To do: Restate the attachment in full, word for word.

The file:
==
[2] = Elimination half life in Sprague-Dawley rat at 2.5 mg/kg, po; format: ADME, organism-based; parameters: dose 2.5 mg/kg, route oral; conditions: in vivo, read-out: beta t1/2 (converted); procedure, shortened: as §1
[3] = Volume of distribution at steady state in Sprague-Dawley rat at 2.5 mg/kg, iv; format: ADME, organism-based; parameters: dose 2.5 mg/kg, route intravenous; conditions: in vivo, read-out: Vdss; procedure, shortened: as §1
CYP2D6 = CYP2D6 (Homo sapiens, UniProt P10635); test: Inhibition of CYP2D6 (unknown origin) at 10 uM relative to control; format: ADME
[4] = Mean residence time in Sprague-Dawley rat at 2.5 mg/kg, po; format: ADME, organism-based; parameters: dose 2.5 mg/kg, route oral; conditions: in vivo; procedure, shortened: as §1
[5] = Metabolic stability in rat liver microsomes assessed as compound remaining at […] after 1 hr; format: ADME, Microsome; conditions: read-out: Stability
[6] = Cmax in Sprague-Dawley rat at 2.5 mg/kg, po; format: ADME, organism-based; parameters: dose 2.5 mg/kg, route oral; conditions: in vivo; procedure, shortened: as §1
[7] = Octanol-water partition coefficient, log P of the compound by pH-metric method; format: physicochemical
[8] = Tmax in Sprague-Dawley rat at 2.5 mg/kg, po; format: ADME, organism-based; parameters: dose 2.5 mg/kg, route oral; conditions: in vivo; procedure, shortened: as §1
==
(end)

[2] = Elimination half life in Sprague-Dawley rat at 2.5 mg/kg, po; format: ADME, organism-based; parameters: dose 2.5 mg/kg, route oral; conditions: in vivo, read-out: beta t1/2 (converted); procedure, shortened: as §1
[3] = Volume of distribution at steady state in Sprague-Dawley rat at 2.5 mg/kg, iv; format: ADME, organism-based; parameters: dose 2.5 mg/kg, route intravenous; conditions: in vivo, read-out: Vdss; procedure, shortened: as §1
CYP2D6 = CYP2D6 (Homo sapiens, UniProt P10635); test: Inhibition of CYP2D6 (unknown origin) at 10 uM relative to control; format: ADME
[4] = Mean residence time in Sprague-Dawley rat at 2.5 mg/kg, po; format: ADME, organism-based; parameters: dose 2.5 mg/kg, route oral; conditions: in vivo; procedure, shortened: as §1
[5] = Metabolic stability in rat liver microsomes assessed as compound remaining at […] after 1 hr; format: ADME, Microsome; conditions: read-out: Stability
[6] = Cmax in Sprague-Dawley rat at 2.5 mg/kg, po; format: ADME, organism-based; parameters: dose 2.5 mg/kg, route oral; conditions: in vivo; procedure, shortened: as §1
[7] = Octanol-water partition coefficient, log P of the compound by pH-metric method; format: physicochemical
[8] = Tmax in Sprague-Dawley rat at 2.5 mg/kg, po; format: ADME, organism-based; parameters: dose 2.5 mg/kg, route oral; conditions: in vivo; procedure, shortened: as §1